Tag Archives: Rabindranath Tagore

Last Passage of Rabindranath Tagore’s Speech at Berlin’s Friedrich Wilhelm University

[PDF] Last Passage of Rabindranath Tagore’s Speech at Berlin’s Friedrich Wilhelm University (Today’s Humboldt University), on 1st June 1921.

Transcript from the recording of the speech. Used by Rustom Bharucha in his lecture at Iniva, June 2014.

“India holds sacred and counts as places of pilgrimage, all spots which display a special beauty or splendour of nature. The Himālayas of India are sacred and the Vindhya hills. Her majestic rivers are sacred. Lake Mānasa and the confluence of the Ganges and the Yamunā are sacred. India has saturated with her voice and worship the great nature with which her children are surrounded, whose light fills their eyes with gladness, and whose water cleanses them, whose food gives them life, and from whose majestic mystery comes forth constant declaration of the infinite in music, scent, and colour, bringing awakening to their souls. India gains the world through worship, through communion of soul. (…)”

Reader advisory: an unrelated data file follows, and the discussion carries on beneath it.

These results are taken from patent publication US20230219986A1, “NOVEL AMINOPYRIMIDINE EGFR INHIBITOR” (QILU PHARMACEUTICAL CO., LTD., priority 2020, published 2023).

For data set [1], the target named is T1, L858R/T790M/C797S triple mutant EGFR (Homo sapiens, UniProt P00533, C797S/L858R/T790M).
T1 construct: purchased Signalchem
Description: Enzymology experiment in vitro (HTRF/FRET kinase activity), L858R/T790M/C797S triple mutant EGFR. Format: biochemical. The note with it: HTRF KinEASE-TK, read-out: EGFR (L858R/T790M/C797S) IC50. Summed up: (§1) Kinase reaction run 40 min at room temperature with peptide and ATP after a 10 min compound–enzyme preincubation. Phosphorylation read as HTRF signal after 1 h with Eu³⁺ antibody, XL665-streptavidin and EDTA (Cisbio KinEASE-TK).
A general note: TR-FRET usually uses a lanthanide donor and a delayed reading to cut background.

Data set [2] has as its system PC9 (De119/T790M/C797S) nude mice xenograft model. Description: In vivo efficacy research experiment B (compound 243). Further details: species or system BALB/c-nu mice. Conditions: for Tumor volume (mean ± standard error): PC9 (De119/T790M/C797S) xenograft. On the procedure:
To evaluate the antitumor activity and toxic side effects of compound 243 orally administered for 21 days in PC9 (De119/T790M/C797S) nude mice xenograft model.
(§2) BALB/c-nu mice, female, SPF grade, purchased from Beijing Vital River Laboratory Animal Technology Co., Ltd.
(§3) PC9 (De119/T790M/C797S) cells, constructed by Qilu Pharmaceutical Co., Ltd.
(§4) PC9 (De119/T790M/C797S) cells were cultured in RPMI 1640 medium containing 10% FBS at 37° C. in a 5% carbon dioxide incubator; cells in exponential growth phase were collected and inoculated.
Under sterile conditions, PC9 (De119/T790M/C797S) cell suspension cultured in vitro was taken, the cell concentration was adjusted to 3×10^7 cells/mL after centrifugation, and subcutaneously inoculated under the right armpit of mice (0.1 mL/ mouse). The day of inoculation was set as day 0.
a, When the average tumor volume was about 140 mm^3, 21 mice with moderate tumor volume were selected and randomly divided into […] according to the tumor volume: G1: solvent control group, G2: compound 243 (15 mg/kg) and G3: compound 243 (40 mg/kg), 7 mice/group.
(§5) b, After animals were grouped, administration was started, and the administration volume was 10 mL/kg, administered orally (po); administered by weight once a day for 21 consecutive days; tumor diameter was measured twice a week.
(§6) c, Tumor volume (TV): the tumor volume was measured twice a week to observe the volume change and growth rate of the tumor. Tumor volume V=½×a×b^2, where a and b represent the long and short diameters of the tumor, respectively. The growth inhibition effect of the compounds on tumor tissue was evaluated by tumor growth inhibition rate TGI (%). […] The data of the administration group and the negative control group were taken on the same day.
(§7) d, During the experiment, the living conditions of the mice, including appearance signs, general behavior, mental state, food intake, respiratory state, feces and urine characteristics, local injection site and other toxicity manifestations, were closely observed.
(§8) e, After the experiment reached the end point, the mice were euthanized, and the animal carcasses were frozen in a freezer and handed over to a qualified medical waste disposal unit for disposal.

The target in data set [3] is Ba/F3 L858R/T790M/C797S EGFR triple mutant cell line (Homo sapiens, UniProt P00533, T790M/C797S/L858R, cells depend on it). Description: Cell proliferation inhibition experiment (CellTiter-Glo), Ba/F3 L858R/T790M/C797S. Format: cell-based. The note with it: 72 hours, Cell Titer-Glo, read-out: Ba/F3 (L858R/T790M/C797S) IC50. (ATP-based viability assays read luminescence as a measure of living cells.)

Tagore, Pedagogy and Contemporary Visual Cultures a Collective Bibliography

[PDF] Tagore, Pedagogy and Contemporary Visual Cultures a Collective Bibliography

Rustom Bharucha’s public talks

Postmortem: Terror and Performance6 June, 5pm ⎪ Goldsmiths College, Small Cinema – RHB 185 Introduced by Andrea Phillips  Followed by a reception to launch Terror and Performance by Rustom Bharucha (Routledge, May 2014).

Performing ‘Asia’: The Affective Affinities of Rabindranath Tagore and Okakura Tenshin 7 June, 3pm – 5pm Iniva, 1 Rivington Place  Introduced by Grant Watson £7 (£5 concessions)

Rustom Bharucha, Iniva June 2014

Rustom Bharucha, Iniva June 2014, photo by Carla Cruz

Performance theorist Rustom Bharucha delivers a lecture on his unique research into the friendship between the Indian poet Rabindranath Tagore and Japanese curator Okakura Tenshin. This talk is part of research project Tagore, Pedagogy and Contemporary Visual Cultures, a partnership between Iniva and Goldsmiths, University of London, which looks at Indian poet Rabindranath Tagore’s legacy in relation to cultural translation, curatorship, education, and historical precedent.

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